The discussion in Parliament to commemorate the Constitution and its framer, Dr. B.R. Ambedkar, took place on Thursday under the long shadow of the debate on intolerance raging outside of it, with the government and the Opposition not conceding even an inch on their entrenched positions on the term ‘secularism’ and its meaning.
The importance of the discussion could be gauged from the fact that Prime Minister Narendra Modi sat through the proceedings from the beginning till the day’s end at 7 p.m.
The discussion, officially termed “Commitment to India’s Constitution as part of the 125th birth anniversary of B.R. Ambedkar”, was initiated by Home Minister Rajnath Singh.
Right off the bat, it was clear that it would be a day of contested assertions on secularism and tolerance. “The words ‘socialist’ and ‘secular’ were incorporated in the Preamble through the 42nd Amendment to the Constitution. We have no objection. Let bygones be bygones. B.R. Ambedkar had never thought of the necessity to incorporate it in the Preamble as these two words were part of the Constitution. It is inbuilt in the Indian system,” Mr. Singh said, amid protests from the Congress.
“Secularism is the most misused word in the country. Instead of dharm nirpesksh [religion neutral], we should use a better Hindi translation of the word panth nirpesksh [sect neutral]. The misuse of the word should come to an end, as it has been the source of much tension and misinterpretation,” he said.
In a reference to film actor Aamir Khan’s statement that his wife had once considered leaving the country owing to the rising intolerance, Mr. Singh said: “Dr. Ambedkar faced much discrimination and humiliation in India, but never did he once say he would leave the country and go elsewhere.” This again brought the Opposition to its feet in protest.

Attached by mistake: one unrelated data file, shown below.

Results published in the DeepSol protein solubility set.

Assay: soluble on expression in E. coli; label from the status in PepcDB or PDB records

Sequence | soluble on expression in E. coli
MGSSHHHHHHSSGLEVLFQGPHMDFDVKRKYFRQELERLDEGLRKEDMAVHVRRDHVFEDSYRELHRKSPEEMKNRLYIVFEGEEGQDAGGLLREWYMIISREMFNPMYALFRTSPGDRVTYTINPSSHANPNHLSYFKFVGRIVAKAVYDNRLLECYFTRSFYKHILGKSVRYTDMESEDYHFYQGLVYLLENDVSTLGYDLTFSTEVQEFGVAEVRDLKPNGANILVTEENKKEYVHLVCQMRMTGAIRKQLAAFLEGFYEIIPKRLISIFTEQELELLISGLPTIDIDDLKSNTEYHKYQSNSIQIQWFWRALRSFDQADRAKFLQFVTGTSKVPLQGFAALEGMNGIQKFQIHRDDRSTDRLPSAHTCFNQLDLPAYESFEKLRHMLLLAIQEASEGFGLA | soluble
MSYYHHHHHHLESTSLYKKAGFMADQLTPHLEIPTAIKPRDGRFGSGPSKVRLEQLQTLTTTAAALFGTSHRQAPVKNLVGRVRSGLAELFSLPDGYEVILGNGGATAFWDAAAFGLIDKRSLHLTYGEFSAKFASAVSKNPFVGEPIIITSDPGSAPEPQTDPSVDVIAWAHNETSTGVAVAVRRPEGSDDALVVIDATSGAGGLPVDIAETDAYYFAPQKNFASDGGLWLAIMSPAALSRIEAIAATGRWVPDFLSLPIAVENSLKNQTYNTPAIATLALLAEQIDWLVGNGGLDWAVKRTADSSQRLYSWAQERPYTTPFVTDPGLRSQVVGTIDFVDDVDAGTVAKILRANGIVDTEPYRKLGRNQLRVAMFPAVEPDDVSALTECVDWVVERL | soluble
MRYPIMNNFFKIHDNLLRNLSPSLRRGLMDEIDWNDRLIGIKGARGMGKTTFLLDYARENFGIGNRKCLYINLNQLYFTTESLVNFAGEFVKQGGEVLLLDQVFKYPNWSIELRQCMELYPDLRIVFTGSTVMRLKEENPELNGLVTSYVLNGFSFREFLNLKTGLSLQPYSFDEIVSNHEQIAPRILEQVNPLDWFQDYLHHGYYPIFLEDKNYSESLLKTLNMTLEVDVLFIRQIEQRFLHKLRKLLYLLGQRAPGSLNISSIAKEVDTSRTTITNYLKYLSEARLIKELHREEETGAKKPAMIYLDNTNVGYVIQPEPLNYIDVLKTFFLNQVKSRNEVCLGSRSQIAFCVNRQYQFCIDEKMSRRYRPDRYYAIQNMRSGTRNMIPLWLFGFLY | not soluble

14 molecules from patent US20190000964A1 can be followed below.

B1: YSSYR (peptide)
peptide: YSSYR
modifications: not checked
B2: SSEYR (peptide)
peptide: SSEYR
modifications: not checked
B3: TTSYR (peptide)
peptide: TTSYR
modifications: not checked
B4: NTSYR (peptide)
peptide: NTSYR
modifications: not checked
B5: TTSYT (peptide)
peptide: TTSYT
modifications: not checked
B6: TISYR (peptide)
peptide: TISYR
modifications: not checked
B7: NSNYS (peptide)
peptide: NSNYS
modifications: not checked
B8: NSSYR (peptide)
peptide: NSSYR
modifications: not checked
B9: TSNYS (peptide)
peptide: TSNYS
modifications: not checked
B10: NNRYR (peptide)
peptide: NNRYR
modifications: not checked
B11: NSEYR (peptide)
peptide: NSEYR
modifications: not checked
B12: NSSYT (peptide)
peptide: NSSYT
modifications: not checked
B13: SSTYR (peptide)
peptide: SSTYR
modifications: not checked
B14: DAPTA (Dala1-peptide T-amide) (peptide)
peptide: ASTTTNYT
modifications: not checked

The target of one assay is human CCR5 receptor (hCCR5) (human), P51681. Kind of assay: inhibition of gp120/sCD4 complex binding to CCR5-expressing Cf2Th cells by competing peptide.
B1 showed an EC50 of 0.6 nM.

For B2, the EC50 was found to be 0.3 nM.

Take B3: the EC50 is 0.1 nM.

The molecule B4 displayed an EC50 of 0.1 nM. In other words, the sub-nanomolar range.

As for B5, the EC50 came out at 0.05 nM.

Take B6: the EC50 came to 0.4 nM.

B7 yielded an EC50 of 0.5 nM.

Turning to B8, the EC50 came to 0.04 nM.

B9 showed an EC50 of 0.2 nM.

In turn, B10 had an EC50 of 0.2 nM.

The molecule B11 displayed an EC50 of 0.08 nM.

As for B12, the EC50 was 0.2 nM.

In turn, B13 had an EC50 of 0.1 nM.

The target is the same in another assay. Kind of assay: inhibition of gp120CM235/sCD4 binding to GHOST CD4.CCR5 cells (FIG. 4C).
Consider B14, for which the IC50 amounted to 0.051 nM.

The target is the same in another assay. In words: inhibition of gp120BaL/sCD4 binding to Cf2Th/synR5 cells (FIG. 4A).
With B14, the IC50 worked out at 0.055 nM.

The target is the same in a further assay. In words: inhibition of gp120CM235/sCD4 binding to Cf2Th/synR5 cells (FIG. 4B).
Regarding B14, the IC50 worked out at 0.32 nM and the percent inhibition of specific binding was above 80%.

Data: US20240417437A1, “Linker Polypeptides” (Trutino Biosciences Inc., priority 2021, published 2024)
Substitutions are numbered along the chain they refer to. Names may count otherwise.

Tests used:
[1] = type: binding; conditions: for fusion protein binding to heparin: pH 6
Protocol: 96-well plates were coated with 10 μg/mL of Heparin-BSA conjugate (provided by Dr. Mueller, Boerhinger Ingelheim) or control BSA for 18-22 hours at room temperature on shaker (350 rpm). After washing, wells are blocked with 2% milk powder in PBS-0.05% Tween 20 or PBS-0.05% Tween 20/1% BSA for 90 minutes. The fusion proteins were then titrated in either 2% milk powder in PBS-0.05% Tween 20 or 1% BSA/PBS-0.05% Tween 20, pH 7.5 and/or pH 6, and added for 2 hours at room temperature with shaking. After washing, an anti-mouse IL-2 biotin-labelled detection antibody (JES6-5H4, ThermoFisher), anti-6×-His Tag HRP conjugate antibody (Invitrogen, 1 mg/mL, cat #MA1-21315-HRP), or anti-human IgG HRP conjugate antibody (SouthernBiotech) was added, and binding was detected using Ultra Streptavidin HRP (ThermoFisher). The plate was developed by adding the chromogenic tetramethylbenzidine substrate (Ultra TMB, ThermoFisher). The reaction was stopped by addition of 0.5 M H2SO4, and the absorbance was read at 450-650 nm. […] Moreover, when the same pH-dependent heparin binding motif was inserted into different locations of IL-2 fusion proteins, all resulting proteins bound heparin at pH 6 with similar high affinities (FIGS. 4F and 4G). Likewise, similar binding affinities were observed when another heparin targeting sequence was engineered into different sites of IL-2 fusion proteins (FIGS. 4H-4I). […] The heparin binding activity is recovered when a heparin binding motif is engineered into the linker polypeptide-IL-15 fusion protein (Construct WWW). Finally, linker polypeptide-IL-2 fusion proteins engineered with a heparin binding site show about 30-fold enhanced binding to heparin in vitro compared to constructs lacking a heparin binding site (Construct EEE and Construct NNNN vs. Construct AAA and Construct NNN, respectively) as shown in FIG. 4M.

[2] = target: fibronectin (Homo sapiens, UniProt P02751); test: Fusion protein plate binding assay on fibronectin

'BJP supports job reservation'
Mr. Singh said the BJP was a supporter of reservation for backward classes in government jobs, “although some parties, during elections, like to spread the impression that there are different views on it. That is not so. It is an instrument to create a just society and is part of the Constitution. It cannot and will not be diluted.”
Mr. Singh’s rather provocative speech was followed by an equally combative one by Congress president Sonia Gandhi who took on the government on what she called the “rising cases of intolerance” in the country. “People who never had faith in the Constitution, nor had participated in its drafting, are now swearing by it and are laying claim to it. They are now having a discussion on the commitment to it. There cannot be a bigger joke than this.”
She said whatever was being witnessed over the past few months was “totally against the principles” of the Constitution.
She quoted Dr. Ambedkar’s warning to hit out at the ruling dispensation: “Howsoever good a Constitution may be, if those implementing it were bad people, then the ultimate effect would only be bad.”
Congress Parliamentary Party leader Mallikarjun Kharge demanded the sacking of Minister of State for External Affairs General V.K. Singh for his controversial remark on the death of two Dalit children in Haryana, likening the incident to stoning of dogs.